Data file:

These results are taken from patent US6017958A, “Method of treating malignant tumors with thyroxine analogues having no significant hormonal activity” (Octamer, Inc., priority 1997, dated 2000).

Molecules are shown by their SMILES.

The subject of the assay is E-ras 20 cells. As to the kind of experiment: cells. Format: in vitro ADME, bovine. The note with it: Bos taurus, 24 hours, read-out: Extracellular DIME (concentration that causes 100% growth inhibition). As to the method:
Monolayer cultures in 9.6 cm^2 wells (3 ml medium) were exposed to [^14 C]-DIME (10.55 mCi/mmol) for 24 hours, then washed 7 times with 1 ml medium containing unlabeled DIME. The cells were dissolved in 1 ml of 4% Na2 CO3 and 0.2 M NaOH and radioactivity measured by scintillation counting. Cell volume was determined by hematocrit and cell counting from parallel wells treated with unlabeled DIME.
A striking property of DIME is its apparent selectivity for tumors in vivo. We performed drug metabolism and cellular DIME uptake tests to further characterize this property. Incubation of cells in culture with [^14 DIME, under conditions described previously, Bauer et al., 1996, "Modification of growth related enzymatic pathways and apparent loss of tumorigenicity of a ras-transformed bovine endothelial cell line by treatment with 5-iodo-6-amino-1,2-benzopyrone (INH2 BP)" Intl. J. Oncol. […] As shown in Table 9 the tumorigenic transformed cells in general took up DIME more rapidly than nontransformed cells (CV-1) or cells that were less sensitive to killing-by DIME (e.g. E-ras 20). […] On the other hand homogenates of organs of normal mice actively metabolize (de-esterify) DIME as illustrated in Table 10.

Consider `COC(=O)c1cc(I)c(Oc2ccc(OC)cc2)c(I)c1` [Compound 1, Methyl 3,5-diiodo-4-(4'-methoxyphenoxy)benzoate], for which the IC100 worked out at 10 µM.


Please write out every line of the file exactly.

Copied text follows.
These results are taken from patent US6017958A, “Method of treating malignant tumors with thyroxine analogues having no significant hormonal activity” (Octamer, Inc., priority 1997, dated 2000).

Molecules are shown by their SMILES.

The subject of the assay is E-ras 20 cells. As to the kind of experiment: cells. Format: in vitro ADME, bovine. The note with it: Bos taurus, 24 hours, read-out: Extracellular DIME (concentration that causes 100% growth inhibition). As to the method:
Monolayer cultures in 9.6 cm^2 wells (3 ml medium) were exposed to [^14 C]-DIME (10.55 mCi/mmol) for 24 hours, then washed 7 times with 1 ml medium containing unlabeled DIME. The cells were dissolved in 1 ml of 4% Na2 CO3 and 0.2 M NaOH and radioactivity measured by scintillation counting. Cell volume was determined by hematocrit and cell counting from parallel wells treated with unlabeled DIME.
A striking property of DIME is its apparent selectivity for tumors in vivo. We performed drug metabolism and cellular DIME uptake tests to further characterize this property. Incubation of cells in culture with [^14 DIME, under conditions described previously, Bauer et al., 1996, "Modification of growth related enzymatic pathways and apparent loss of tumorigenicity of a ras-transformed bovine endothelial cell line by treatment with 5-iodo-6-amino-1,2-benzopyrone (INH2 BP)" Intl. J. Oncol. […] As shown in Table 9 the tumorigenic transformed cells in general took up DIME more rapidly than nontransformed cells (CV-1) or cells that were less sensitive to killing-by DIME (e.g. E-ras 20). […] On the other hand homogenates of organs of normal mice actively metabolize (de-esterify) DIME as illustrated in Table 10.

Consider `COC(=O)c1cc(I)c(Oc2ccc(OC)cc2)c(I)c1` [Compound 1, Methyl 3,5-diiodo-4-(4'-methoxyphenoxy)benzoate], for which the IC100 worked out at 10 µM.